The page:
Since the African National Congress (ANC) assumed power in South Africa in 1994, the country has been an outspoken critic of the Israeli government’s policies towards Palestine. The ANC-led South African government displays a hypocritical stance when it comes to addressing human rights abuses and oppression worldwide. This article explores the alleged double standards of the ANC government, analyzing its approach to Israel while seemingly neglecting to address real abuses occurring elsewhere.
The ANC’s criticism of Israel’s treatment towards Palestinians primarily revolves around issues of land rights, settlement expansion, and alleged human rights violations. The government, often following public opinion, has been vocal in its condemnation of Israel’s policies in the so called “occupied territories”. South Africa’s history of apartheid is commonly invoked to draw parallels between the two situations and support the ANC’s stance. Drawing parallels between the Israeli-Palestinian conflict and apartheid undermines the historic struggles faced by South Africans in their fight against institutionalized racism. This false equivalence diminishes the gravity of the apartheid regime and trivializes the ongoing efforts to address inequalities rooted in South Africa’s history.
However, the ANC-led South African government’s selective criticism is evident when it comes to addressing human rights abuses in Zimbabwe. The oppressive regime led by President Robert Mugabe, which lasted for nearly four decades, faced little condemnation from the ANC government. Zimbabwe’s human rights record, characterized by political repression, violence, land seizures, and economic mismanagement, did not receive the same public scrutiny as Israel.
Aside from Zimbabwe, the ANC-led South African government has failed to address human rights abuses elsewhere in the world. While vocal against Israel, it has shown limited criticism towards countries like China, Russia, or Saudi Arabia, which have faced accusations of their own human rights violations.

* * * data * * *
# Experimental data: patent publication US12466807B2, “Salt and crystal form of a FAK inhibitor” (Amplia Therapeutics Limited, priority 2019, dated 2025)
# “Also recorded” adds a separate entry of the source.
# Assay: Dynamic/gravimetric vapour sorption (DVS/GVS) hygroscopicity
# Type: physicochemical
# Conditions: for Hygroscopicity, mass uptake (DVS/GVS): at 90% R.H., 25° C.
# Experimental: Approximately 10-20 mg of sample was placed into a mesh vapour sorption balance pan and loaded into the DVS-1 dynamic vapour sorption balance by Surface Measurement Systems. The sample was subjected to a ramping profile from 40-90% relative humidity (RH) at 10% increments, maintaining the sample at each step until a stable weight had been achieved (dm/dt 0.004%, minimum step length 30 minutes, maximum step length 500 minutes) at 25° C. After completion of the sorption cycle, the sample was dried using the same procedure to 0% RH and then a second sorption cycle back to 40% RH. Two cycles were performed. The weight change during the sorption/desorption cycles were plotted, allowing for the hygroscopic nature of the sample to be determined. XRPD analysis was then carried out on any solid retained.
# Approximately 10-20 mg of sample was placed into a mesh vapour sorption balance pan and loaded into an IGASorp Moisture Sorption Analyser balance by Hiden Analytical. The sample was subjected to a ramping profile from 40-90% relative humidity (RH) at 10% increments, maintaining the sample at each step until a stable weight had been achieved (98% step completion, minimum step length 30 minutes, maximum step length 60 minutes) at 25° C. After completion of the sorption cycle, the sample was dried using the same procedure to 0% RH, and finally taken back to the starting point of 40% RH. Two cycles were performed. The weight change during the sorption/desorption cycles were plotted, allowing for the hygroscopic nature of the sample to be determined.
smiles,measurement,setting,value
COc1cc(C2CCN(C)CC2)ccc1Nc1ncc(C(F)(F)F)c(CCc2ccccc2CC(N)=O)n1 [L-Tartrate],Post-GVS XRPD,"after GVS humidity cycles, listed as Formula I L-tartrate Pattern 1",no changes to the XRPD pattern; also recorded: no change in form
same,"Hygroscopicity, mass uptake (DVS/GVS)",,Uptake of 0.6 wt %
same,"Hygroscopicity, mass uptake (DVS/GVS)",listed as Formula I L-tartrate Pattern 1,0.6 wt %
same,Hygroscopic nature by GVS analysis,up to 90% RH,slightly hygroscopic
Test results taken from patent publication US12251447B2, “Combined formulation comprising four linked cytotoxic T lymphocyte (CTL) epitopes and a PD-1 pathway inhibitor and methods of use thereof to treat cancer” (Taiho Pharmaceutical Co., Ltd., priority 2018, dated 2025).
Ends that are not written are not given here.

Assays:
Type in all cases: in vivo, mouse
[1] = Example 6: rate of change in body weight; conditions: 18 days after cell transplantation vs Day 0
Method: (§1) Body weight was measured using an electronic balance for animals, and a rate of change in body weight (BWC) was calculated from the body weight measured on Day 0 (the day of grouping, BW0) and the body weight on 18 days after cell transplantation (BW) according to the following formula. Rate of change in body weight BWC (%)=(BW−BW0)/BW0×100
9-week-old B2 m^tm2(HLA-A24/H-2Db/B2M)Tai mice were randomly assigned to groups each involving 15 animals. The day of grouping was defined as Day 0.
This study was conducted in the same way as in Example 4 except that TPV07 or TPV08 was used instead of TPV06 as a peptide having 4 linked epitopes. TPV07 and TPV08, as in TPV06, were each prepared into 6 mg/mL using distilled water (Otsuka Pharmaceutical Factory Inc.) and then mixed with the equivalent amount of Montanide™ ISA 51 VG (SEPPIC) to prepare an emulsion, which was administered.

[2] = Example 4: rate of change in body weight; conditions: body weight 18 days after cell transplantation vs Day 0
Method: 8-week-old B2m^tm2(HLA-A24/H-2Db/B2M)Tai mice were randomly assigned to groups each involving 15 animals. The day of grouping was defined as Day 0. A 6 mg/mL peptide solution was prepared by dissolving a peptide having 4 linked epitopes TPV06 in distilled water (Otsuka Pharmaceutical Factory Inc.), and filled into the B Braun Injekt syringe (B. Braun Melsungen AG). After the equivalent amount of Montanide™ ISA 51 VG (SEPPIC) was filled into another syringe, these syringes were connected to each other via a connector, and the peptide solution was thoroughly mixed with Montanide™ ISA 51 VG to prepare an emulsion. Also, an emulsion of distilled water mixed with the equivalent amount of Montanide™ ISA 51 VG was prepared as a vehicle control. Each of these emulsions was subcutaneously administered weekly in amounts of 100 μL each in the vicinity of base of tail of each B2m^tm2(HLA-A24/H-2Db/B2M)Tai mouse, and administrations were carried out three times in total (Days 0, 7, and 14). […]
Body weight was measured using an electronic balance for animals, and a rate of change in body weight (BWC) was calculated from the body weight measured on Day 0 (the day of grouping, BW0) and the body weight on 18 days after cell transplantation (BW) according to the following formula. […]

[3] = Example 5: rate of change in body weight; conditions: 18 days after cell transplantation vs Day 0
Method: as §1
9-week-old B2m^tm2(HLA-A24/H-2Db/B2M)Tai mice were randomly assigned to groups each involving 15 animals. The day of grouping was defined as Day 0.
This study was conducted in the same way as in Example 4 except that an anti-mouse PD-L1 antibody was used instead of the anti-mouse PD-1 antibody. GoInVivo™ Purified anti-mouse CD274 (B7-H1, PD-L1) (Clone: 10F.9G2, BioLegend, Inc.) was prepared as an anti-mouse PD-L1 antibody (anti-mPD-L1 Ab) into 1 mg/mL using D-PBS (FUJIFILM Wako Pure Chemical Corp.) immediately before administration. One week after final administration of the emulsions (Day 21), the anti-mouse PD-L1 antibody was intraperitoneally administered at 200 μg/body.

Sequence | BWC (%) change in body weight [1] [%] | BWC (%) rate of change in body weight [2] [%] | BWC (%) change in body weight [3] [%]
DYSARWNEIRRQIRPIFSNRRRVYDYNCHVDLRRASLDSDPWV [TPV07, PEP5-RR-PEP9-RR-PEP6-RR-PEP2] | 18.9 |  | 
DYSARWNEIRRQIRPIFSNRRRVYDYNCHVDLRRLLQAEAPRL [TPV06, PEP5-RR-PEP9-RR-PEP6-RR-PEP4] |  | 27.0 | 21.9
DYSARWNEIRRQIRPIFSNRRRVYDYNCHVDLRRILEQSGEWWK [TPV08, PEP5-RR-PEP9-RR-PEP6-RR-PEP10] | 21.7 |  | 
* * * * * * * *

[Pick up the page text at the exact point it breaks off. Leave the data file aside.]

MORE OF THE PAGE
The ANC government’s stance towards China, one of South Africa’s largest trading partners, exemplifies this inconsistency. Despite China’s widely documented human rights violations, particularly in Tibet and Xinjiang, the ANC government has largely remained quiet, focusing instead on economic and diplomatic relations. This attitude raises questions about the party’s prioritization of economic interests over human rights concerns.
Similarly, the ANC government’s relative silence over Russia’s alleged civil liberties violations and involvement in conflicts such as Ukraine and Syria indicates inconsistencies in defending human rights. South Africa’s relations with Russia, especially in defense cooperation and energy deals, have seemingly influenced its stance on these matters.
Moreover, the ANC government’s lack of substantial action and unequivocal condemnation of the repressive policies in countries like Saudi Arabia, where human rights activists are imprisoned, raises further concerns. This inconsistency undermines the government’s credibility and suggests that its condemnation of Israel may be driven by political motives rather than a genuine commitment to human rights.
The ANC-led South African government’s hypocrisy in when and where it chooses to condemn human rights abuses and oppression is evident. While vocally criticizing Israel’s treatment of Palestinians, it has turned a blind eye to real severe abuses in Zimbabwe and elsewhere. By selecting its targets, the government diminishes its moral authority and questions its credibility as a defender of human rights. Consistency and a genuine commitment to human rights should guide a nation’s actions, rather than political interests and a selectively vocal approach.